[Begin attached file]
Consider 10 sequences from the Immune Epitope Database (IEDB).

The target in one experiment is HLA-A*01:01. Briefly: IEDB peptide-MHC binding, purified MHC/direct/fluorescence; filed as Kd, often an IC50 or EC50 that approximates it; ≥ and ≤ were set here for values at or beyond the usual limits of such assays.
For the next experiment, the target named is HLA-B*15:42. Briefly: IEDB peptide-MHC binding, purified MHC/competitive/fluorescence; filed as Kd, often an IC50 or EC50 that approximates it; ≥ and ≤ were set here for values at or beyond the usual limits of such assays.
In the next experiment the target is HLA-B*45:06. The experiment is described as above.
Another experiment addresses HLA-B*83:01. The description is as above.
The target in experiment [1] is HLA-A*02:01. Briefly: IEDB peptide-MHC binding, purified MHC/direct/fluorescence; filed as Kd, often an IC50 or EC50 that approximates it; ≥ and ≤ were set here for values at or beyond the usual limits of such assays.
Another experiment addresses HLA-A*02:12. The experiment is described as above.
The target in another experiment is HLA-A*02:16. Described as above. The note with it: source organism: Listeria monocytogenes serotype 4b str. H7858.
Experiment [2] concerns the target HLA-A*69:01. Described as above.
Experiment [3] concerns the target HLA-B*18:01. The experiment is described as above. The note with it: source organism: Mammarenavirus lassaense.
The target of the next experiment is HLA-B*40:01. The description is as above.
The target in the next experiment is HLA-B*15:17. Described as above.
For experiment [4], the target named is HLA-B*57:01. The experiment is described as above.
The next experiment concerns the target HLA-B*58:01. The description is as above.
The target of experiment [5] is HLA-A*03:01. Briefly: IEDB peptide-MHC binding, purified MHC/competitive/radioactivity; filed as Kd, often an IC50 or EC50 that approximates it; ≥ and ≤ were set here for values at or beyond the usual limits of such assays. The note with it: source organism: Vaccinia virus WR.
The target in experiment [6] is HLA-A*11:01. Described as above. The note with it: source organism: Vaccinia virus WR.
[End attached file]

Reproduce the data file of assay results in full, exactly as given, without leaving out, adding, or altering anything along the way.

Consider 10 sequences from the Immune Epitope Database (IEDB).

The target in one experiment is HLA-A*01:01. Briefly: IEDB peptide-MHC binding, purified MHC/direct/fluorescence; filed as Kd, often an IC50 or EC50 that approximates it; ≥ and ≤ were set here for values at or beyond the usual limits of such assays.
For the next experiment, the target named is HLA-B*15:42. Briefly: IEDB peptide-MHC binding, purified MHC/competitive/fluorescence; filed as Kd, often an IC50 or EC50 that approximates it; ≥ and ≤ were set here for values at or beyond the usual limits of such assays.
In the next experiment the target is HLA-B*45:06. The experiment is described as above.
Another experiment addresses HLA-B*83:01. The description is as above.
The target in experiment [1] is HLA-A*02:01. Briefly: IEDB peptide-MHC binding, purified MHC/direct/fluorescence; filed as Kd, often an IC50 or EC50 that approximates it; ≥ and ≤ were set here for values at or beyond the usual limits of such assays.
Another experiment addresses HLA-A*02:12. The experiment is described as above.
The target in another experiment is HLA-A*02:16. Described as above. The note with it: source organism: Listeria monocytogenes serotype 4b str. H7858.
Experiment [2] concerns the target HLA-A*69:01. Described as above.
Experiment [3] concerns the target HLA-B*18:01. The experiment is described as above. The note with it: source organism: Mammarenavirus lassaense.
The target of the next experiment is HLA-B*40:01. The description is as above.
The target in the next experiment is HLA-B*15:17. Described as above.
For experiment [4], the target named is HLA-B*57:01. The experiment is described as above.
The next experiment concerns the target HLA-B*58:01. The description is as above.
The target of experiment [5] is HLA-A*03:01. Briefly: IEDB peptide-MHC binding, purified MHC/competitive/radioactivity; filed as Kd, often an IC50 or EC50 that approximates it; ≥ and ≤ were set here for values at or beyond the usual limits of such assays. The note with it: source organism: Vaccinia virus WR.
The target in experiment [6] is HLA-A*11:01. Described as above. The note with it: source organism: Vaccinia virus WR.